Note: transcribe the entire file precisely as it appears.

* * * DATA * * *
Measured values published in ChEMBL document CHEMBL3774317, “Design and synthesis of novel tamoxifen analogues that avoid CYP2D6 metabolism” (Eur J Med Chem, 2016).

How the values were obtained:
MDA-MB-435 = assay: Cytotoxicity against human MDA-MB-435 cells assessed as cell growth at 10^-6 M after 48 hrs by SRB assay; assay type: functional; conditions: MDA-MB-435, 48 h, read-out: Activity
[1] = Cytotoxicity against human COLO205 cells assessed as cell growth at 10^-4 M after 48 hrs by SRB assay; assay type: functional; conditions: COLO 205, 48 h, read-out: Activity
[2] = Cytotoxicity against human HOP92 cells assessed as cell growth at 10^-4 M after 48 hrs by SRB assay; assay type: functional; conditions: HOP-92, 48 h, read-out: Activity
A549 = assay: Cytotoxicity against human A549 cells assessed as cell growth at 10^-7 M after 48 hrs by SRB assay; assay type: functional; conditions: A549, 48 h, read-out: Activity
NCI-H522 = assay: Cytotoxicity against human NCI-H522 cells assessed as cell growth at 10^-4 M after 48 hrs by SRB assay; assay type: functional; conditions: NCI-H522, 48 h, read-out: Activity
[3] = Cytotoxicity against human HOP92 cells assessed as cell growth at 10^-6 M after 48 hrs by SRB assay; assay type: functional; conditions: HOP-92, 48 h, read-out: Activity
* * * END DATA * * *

Measured values published in ChEMBL document CHEMBL3774317, “Design and synthesis of novel tamoxifen analogues that avoid CYP2D6 metabolism” (Eur J Med Chem, 2016).

How the values were obtained:
MDA-MB-435 = assay: Cytotoxicity against human MDA-MB-435 cells assessed as cell growth at 10^-6 M after 48 hrs by SRB assay; assay type: functional; conditions: MDA-MB-435, 48 h, read-out: Activity
[1] = Cytotoxicity against human COLO205 cells assessed as cell growth at 10^-4 M after 48 hrs by SRB assay; assay type: functional; conditions: COLO 205, 48 h, read-out: Activity
[2] = Cytotoxicity against human HOP92 cells assessed as cell growth at 10^-4 M after 48 hrs by SRB assay; assay type: functional; conditions: HOP-92, 48 h, read-out: Activity
A549 = assay: Cytotoxicity against human A549 cells assessed as cell growth at 10^-7 M after 48 hrs by SRB assay; assay type: functional; conditions: A549, 48 h, read-out: Activity
NCI-H522 = assay: Cytotoxicity against human NCI-H522 cells assessed as cell growth at 10^-4 M after 48 hrs by SRB assay; assay type: functional; conditions: NCI-H522, 48 h, read-out: Activity
[3] = Cytotoxicity against human HOP92 cells assessed as cell growth at 10^-6 M after 48 hrs by SRB assay; assay type: functional; conditions: HOP-92, 48 h, read-out: Activity